Bash Continue Statement

In Bash, the continue statement is used to skip the rest of the current iteration in a loop and move on to the next iteration. It allows you to bypass certain parts of the loop’s code block and proceed with the next iteration. Here’s an example that demonstrates the usage of the continue statement in a for loop:


for number in {1..5}; do
    if [ $number -eq 3 ]; then
    echo "Number: $number"

In this example, the for loop iterates over the numbers from 1 to 5. Inside the loop, there is an if statement that checks if the value of number is equal to 3. If the condition is true, the continue statement is executed, and the remaining code for that iteration is skipped. This means that when the loop encounters the number 3, it will skip the echo statement and move on to the next iteration.

When you run this script, it will output:

Number: 1
Number: 2
Number: 4
Number: 5

The loop iterates through the numbers 1 to 5, but when it reaches 3, the continue statement is encountered, and the echo statement for that iteration is skipped. As a result, the number 3 is not printed.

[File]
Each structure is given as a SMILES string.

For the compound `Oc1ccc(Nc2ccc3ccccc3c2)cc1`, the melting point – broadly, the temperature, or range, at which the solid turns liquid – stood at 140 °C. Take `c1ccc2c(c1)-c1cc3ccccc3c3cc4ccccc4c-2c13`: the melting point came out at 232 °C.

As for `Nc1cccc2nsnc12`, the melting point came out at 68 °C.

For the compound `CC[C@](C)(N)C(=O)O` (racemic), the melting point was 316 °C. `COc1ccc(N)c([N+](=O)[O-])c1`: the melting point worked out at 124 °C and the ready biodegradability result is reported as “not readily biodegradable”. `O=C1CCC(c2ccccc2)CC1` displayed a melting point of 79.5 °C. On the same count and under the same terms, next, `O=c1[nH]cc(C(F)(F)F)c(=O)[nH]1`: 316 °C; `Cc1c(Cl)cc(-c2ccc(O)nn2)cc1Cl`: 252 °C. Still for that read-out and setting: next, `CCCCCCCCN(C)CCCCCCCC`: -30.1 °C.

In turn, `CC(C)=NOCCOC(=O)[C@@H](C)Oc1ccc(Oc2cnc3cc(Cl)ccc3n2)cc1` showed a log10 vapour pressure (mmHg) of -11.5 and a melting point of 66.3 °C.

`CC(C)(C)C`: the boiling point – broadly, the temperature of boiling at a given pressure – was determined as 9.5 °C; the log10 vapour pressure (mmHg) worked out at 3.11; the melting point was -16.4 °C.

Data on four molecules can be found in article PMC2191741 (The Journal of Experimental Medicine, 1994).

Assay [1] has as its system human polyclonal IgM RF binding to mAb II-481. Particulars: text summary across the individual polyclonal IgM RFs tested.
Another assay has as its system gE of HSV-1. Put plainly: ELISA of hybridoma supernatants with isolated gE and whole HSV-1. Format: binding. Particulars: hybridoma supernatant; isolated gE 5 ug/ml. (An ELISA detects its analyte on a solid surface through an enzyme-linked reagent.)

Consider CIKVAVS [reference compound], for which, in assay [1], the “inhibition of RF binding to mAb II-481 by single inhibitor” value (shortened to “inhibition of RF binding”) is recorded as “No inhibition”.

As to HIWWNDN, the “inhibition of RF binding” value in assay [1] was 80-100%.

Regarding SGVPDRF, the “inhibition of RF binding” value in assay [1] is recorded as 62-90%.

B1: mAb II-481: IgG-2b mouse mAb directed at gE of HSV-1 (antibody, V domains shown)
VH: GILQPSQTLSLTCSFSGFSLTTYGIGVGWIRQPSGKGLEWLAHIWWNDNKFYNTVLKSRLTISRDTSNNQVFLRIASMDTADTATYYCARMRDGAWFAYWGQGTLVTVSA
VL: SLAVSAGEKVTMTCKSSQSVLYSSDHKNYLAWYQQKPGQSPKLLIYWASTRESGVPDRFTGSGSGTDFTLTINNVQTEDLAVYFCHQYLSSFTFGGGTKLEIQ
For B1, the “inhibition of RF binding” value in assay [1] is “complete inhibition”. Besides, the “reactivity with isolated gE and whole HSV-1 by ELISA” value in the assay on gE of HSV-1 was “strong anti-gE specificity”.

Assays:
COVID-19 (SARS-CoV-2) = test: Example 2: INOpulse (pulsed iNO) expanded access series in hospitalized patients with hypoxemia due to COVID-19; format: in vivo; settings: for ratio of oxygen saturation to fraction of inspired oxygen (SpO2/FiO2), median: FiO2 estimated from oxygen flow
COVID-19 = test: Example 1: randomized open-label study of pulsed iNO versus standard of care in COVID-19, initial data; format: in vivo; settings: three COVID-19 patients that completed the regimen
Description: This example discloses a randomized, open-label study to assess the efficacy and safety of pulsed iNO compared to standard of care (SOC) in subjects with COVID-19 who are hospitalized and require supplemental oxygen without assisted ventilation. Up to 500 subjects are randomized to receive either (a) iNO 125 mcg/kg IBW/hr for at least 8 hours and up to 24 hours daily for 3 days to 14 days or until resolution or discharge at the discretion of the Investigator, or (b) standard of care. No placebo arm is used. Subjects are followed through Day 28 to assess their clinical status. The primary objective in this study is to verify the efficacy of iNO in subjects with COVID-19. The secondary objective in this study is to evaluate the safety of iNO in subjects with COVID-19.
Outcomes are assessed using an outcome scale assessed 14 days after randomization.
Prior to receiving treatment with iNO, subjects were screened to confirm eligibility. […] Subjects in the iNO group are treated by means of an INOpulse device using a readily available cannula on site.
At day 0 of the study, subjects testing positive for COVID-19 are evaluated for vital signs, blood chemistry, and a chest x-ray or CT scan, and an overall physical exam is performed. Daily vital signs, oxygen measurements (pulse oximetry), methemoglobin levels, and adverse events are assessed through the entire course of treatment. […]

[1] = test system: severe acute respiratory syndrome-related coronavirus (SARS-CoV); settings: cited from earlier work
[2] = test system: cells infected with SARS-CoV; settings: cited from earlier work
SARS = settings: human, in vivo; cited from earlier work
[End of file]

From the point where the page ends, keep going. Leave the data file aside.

The continue statement can be used in while and until loops as well. It provides a way to control the flow of your loop by skipping certain parts of the loop’s code block based on specific conditions.

Note that similar to the break statement, if you have nested loops, the continue statement will only skip the current iteration in the innermost loop. The control will then move to the next iteration of the innermost loop.

Overall, the continue statement allows you to selectively skip parts of a loop’s code block and proceed to the next iteration, providing flexibility in loop control flow.

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